Professional

& Scientific

-6.2

Sector this part of the analysis, where Oct 16 we look Change at on Sept step 16 backwards Sector with a worsening of four Getting

Oct 16 and Better

Change on Sept 16

Region Oct 16 Change on Sept 16

Region Oct 16 Change on Sept 16

Education trade sectors to see how 3.1 the industries -10.8 with a half days. International Bodies 18.0 -5.0

IT and the Comms greatest exposure to 7.9 consumers -5.3 and West Midlands

Business Admin

9.4

& Support

-3.0

15.9 -4.8

Scotland Financial & 15.2 Health &

Getting Worse

-0.7

Insurance

Social

Real particularly Estate Retail are doing, 9.2 in an attempt -5.2

South

to

West

Energy Supply

10.0 -4.2

REGIONS

15.0 -2.4

Northern Ireland 12.6 -8.5

Agriculture see if we can gauge the state 9.6 of consumer -9.7

East Midlands

We start our Financial review and

10.6

of Insurance

-2.6

the regions and 13.5 +4.5

North West +4.5 12.6 +0.4 -3.4

Retail confidence. Well, once again 10.2 it looks -3.2

Wales

like nations of Hospitality

10.9 -4.3

the UK by looking at London. 13.4 I was -1.2

London 12.3 -2.0

Yorkshire and Humberside Mining and 11.6 Quarrying -3.3 13.4 -17.3 South East 11.8 -2.6

good news with a steady improvement. The

sector is now showing a DBT score of just

over ten days and has actually moved into

our list of the ‘Top Five Prompter payers’ for

what seems like the first time ever. In fact

this is the best set of figures we’ve seen

from Retail in well over two years and it

will be particularly interesting to see if this

continues over the next few months as we

move into the Christmas shopping season.

Elsewhere, we’ve also seen continued small

improvements in both the Entertainment

and Hospitality sectors, but these two are

still lagging behind Retail when they were

both well ahead earlier in the year.

If we now look at the more traditional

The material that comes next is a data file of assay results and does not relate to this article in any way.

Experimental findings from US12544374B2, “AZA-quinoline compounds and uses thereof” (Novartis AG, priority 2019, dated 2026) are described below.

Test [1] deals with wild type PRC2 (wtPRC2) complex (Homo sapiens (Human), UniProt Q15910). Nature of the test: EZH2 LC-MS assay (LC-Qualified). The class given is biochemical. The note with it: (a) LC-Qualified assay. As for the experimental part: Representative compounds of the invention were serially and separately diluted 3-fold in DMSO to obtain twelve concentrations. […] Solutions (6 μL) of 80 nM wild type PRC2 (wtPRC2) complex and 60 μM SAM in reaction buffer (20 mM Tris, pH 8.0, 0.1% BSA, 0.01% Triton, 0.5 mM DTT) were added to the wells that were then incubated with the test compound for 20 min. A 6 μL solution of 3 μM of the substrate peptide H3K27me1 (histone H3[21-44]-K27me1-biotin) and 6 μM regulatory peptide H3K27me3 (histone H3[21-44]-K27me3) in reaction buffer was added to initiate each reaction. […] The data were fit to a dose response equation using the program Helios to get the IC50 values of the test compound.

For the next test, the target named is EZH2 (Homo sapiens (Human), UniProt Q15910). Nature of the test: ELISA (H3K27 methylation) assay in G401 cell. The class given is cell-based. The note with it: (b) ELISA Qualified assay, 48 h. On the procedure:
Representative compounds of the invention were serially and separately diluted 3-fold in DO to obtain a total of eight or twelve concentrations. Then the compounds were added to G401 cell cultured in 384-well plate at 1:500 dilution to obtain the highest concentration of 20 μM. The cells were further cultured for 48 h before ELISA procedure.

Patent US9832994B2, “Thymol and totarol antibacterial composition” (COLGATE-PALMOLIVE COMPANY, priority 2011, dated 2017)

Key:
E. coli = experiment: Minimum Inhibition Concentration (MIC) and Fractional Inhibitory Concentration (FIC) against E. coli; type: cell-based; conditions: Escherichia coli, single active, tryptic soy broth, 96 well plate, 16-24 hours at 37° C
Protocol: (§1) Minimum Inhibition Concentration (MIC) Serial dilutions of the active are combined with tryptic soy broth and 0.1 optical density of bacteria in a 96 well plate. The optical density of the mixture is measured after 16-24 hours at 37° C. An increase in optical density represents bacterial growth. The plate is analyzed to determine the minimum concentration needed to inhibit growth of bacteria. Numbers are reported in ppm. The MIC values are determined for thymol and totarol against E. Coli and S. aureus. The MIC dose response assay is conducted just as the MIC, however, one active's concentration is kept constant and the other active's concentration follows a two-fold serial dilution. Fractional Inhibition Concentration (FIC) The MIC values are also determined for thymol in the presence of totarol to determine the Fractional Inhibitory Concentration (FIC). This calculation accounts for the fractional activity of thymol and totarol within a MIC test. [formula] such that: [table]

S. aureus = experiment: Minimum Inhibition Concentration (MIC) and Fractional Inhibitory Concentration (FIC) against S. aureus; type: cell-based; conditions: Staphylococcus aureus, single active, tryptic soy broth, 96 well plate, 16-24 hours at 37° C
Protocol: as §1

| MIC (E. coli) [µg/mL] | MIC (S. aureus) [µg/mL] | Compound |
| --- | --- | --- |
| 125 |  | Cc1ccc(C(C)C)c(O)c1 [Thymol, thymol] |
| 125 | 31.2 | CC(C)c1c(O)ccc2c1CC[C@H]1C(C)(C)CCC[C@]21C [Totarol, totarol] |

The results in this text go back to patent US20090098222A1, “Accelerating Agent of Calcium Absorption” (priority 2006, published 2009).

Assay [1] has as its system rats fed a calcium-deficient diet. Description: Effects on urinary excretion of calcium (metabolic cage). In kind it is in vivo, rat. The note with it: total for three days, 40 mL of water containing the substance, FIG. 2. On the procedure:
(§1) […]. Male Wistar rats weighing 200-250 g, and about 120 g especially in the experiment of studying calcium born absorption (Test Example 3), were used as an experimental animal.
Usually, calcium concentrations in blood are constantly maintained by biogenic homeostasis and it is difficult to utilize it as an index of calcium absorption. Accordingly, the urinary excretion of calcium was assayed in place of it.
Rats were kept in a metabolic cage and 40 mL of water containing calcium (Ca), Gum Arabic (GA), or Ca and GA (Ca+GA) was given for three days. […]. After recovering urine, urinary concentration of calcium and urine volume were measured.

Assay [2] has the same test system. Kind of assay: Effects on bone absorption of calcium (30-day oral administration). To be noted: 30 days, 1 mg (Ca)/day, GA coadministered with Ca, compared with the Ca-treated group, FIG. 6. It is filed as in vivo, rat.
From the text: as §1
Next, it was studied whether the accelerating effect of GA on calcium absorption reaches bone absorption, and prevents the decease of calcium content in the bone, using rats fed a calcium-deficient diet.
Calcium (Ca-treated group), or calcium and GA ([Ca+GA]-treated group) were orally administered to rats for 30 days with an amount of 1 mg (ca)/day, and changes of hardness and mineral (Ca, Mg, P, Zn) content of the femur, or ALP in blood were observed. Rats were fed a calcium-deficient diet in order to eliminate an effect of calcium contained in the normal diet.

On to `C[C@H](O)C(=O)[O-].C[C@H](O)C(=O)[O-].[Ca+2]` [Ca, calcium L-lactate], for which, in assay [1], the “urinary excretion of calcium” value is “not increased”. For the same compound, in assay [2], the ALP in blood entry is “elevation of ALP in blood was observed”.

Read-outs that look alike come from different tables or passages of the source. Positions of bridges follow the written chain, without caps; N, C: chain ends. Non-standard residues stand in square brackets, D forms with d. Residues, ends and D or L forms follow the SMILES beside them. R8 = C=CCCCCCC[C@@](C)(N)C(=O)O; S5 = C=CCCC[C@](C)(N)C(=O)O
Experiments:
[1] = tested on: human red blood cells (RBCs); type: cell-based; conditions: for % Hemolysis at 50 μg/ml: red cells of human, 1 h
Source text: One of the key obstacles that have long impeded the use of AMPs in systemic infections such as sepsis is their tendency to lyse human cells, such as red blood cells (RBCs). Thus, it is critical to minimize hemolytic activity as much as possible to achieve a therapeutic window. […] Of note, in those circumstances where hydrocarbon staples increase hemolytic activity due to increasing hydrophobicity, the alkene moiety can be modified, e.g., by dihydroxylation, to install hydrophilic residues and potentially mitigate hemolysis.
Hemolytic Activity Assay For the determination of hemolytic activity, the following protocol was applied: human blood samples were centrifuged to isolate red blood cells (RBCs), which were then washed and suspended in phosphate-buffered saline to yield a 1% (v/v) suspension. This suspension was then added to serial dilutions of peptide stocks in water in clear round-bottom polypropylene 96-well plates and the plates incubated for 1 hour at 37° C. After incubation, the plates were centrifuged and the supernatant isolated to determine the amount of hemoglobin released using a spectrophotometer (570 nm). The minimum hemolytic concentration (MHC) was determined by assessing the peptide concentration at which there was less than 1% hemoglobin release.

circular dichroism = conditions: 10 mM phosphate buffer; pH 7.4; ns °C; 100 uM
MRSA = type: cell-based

indicators of general economic

performance, we can also see some

more encouraging signs with continued

improvement from the Manufacturing sector

as well as Transport. You may remember

Manufacturing found itself back in the ‘Top

Five’ last month, and although it has seen

another step forward this month, it has

been squeezed out by some spectacular

results elsewhere with Education

in particular almost paying on time.

Construction has also taken another step

in the right direction and it’s interesting to

see the significant improvement in the Real

Estate sector which may yet pull through

that particular chain, or indeed be another

positive sign of consumer optimism.

If we look at our other movers this

month we can see that the blip for

Agriculture last month was just that and the

sector has climbed in the ‘Most Improved’

rankings and back where we usually see it

in our ‘Top Five’. Also, given our usual head

shaking at the performance of the wider

utility sectors, it’s nice to see a big positive

move from Mining and Quarrying, even if it

still scrapes into our ‘Bottom Six’.

On a slightly less positive note we

should also take a look at some of the key

service sectors where there might be some

cause for concern. Although we have seen

an improvement, the Business Support

sector remains in our ‘Bottom Six’ again

Yorkshire & Humberside -3.3

Insurance

West Midlands +4.5-3.0

East Midlands

East Anglia

Top Five Prompter Payers Wales

Sector

-2.6

-10.4

-4.3

Social

+0.4

Sector Oct 16 Change on Sept 16

Education

South West -4.2

3.1 -10.8

IT and Comms

South East

7.9 -2.6 -5.3

Real Estate 9.2 -5.2

Agriculture London 9.6 -2.0 -9.7

Retail 10.2 -3.2

Northern Ireland

-8.5

along with Finance and Insurance which have

to be singled out for displaying the only real

delighted to point out a second best score

for the capital in the last 18 months and I’m

pleased to say with further improvement we

are now seeing the lowest DBT score for

London in well over two years, and well below

its average in that time. If this trend of the last

couple of months can be continued, then it

really is good news for the whole country.

While staying with the good news, my

gloomy predictions last month that Northern

Ireland had somehow reverted to type with a

score of over 20 days beyond terms, appears

to have been misplaced. The province has

come back strongly despite the ongoing

concerns as to the effects on its economy